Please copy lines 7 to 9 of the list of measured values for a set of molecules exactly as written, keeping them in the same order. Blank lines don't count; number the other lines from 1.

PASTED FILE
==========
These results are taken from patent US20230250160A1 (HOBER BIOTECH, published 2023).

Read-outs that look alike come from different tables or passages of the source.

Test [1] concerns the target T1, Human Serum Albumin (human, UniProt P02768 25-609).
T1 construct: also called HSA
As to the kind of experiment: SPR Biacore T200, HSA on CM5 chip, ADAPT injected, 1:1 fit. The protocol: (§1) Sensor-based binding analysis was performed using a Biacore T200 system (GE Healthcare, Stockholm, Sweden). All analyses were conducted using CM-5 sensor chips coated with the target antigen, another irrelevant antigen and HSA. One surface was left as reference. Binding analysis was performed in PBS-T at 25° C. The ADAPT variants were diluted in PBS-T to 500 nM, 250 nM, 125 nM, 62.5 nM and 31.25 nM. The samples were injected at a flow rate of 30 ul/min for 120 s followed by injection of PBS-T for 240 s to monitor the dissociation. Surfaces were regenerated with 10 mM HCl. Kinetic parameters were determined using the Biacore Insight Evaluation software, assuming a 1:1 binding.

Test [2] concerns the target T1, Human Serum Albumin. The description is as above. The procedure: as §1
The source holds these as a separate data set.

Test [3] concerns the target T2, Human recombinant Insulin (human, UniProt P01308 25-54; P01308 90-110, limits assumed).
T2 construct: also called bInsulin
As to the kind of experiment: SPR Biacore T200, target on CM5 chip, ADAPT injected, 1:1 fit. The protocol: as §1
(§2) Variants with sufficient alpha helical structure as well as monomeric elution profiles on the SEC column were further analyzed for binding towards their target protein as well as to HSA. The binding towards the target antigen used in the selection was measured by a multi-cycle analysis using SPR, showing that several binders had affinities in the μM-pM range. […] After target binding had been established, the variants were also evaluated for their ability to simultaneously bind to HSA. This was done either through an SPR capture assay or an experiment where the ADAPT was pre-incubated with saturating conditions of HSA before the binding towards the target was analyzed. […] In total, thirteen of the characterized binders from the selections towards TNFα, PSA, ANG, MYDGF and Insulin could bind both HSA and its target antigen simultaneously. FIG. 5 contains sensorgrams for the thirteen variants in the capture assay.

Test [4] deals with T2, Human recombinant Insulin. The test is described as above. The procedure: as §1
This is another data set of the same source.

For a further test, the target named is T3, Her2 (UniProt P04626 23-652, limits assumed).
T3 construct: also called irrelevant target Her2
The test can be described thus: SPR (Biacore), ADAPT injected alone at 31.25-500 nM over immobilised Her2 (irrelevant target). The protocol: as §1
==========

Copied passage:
The source holds these as a separate data set.

Test [3] concerns the target T2, Human recombinant Insulin (human, UniProt P01308 25-54; P01308 90-110, limits assumed).
T2 construct: also called bInsulin